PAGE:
William Lustig exploitation flicks screen in all their glory 

click to enlarge William Lustig
  • Films by overlooked exploitation filmmaker William Lustig screen at Yerba Buena Center for the Arts this weekend.
Jesse Hawthorne Ficks, a self-described movie maniac who likes all genres, has a special fondness for exploitation flicks.

“William Lustig changed my life. As a child, I saw the movie ‘Maniac,’ and it had quite an effect on me. I knew it was about the mind of the character. It’s about the loneliness of big cities, especially New York in that post-punk era,” says Ficks, the host of “Midnites for Maniacs.”

On Friday and Saturday, Ficks, who teaches film at Academy of Art University, presents two Lustig triple features at Yerba Buena Center for the Arts, and the director is slated to appear.

Lustig’s movies, which explore the inner lives of disturbed and violent characters, were highly controversial when they came out. “Maniac,” released in 1980, was decried for being too violent. Yet Ficks, who discovered Lustig’s movies by accident when he was young, thinks they deserve to be examined as genuine art.

Ficks first developed his love of cinema as a child in the early 1980s, when many video rental stores were family-run, and obscure movies were shelved side-by-side with mainstream Hollywood fare. He and his mother had a weekly ritual of watching three movies in a row on VHS before his father came home from his job at a radio station in Salt Lake City. It was during this period that Ficks found Lustig.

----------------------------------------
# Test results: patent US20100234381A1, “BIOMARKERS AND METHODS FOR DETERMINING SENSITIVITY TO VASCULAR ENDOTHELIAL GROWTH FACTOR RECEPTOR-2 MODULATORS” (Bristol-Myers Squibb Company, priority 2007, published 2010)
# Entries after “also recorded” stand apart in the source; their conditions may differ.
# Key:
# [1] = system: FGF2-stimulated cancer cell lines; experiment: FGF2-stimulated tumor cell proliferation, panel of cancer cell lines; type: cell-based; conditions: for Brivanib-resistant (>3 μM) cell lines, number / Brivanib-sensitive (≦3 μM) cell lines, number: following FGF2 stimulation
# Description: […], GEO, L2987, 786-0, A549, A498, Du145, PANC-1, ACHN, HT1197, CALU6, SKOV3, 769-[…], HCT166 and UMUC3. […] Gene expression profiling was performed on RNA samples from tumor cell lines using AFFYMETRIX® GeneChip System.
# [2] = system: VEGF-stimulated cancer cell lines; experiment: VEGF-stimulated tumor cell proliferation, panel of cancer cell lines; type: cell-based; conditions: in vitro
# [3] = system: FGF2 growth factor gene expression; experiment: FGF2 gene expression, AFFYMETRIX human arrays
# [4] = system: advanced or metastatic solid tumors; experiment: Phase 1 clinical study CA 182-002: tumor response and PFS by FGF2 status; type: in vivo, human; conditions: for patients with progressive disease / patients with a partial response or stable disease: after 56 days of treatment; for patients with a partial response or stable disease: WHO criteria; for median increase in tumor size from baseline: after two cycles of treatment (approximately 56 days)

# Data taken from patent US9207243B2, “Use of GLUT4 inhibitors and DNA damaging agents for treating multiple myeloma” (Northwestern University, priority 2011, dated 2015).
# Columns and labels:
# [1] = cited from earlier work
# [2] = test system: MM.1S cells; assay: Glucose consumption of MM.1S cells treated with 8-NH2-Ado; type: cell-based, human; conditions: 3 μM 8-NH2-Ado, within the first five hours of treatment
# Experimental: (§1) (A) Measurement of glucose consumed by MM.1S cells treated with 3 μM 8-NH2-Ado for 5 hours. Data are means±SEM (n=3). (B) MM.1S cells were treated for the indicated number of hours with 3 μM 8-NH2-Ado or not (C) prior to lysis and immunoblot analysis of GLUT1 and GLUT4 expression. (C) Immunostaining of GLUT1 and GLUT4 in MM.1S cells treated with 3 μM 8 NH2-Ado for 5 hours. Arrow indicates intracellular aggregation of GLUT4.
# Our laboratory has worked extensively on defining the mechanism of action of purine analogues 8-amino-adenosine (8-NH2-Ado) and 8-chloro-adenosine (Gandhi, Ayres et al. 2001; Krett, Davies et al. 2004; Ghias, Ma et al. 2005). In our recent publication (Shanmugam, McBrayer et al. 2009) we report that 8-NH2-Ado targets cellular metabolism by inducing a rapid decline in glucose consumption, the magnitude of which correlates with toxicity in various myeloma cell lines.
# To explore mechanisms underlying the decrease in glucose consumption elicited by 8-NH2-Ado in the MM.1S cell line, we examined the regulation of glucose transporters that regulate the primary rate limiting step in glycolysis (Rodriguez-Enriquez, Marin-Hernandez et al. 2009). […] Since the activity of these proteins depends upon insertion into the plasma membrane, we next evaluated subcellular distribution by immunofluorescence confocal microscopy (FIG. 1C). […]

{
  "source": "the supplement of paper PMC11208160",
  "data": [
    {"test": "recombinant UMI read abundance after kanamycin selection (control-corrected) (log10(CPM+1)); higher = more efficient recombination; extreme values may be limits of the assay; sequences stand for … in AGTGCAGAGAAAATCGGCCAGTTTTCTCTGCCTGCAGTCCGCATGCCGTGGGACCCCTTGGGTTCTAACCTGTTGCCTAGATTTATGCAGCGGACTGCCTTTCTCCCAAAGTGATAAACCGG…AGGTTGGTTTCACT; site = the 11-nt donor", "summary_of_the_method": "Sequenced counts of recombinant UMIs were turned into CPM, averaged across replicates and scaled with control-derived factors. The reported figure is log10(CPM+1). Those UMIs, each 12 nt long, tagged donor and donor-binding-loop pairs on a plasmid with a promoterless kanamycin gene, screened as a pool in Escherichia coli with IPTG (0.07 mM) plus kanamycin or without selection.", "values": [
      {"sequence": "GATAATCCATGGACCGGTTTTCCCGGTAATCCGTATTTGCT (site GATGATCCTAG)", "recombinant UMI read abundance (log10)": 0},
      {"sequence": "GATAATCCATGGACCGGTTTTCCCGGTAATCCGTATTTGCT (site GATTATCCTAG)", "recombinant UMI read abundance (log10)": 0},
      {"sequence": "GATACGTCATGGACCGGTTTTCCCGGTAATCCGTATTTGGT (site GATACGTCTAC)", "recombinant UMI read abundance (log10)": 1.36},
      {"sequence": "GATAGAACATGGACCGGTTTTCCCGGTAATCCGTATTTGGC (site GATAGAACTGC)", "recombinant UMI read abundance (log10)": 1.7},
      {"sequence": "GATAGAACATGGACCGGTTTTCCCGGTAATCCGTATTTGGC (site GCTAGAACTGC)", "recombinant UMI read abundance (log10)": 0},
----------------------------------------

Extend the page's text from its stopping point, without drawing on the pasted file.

While fans of exploitation flicks – independent, low-budget, violent, insensitive movies shown in cheap theaters called grindhouses that were especially popular in the 1970s-80s – often describe them as “so bad, they’re good,” Ficks, who compares making fun of movies to bullying, disagrees with that view.

“To me, that has played itself out. If you give a movie a chance, often you’ll be surprised at how rewarding the movie can be,” he says.

Friday’s bill includes “Maniac: Unrated Director's Cut” (1980), “Vigilante” (1983) and “Hit List” (1989). The movies will screen on 35-millimeter film to give them a grainy, grindhouse quality. On Saturday, the “Maniac Cop” trilogy – “Maniac Cop” (1988), “Maniac Cop 2” (1990) and “Maniac Cop 3: Badge of Silence” (1993) – screens in San Francisco for the first time, on modern digital film.

“When you watch three in a row, you see that William Lustig has a style, just like Quentin Tarantino or Steven Spielberg,” Ficks says.


Tribute Retrospective to the Exploitation of William Lustig

presented by Midnite for Maniacs

When: 7 p.m. Friday-Saturday

Where: Yerba Buena Center for the Arts, 701 Mission St., S.F.

Tickets: $15

Contact: (415) 978-2787, www.ybca.org

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Chloe Johnson

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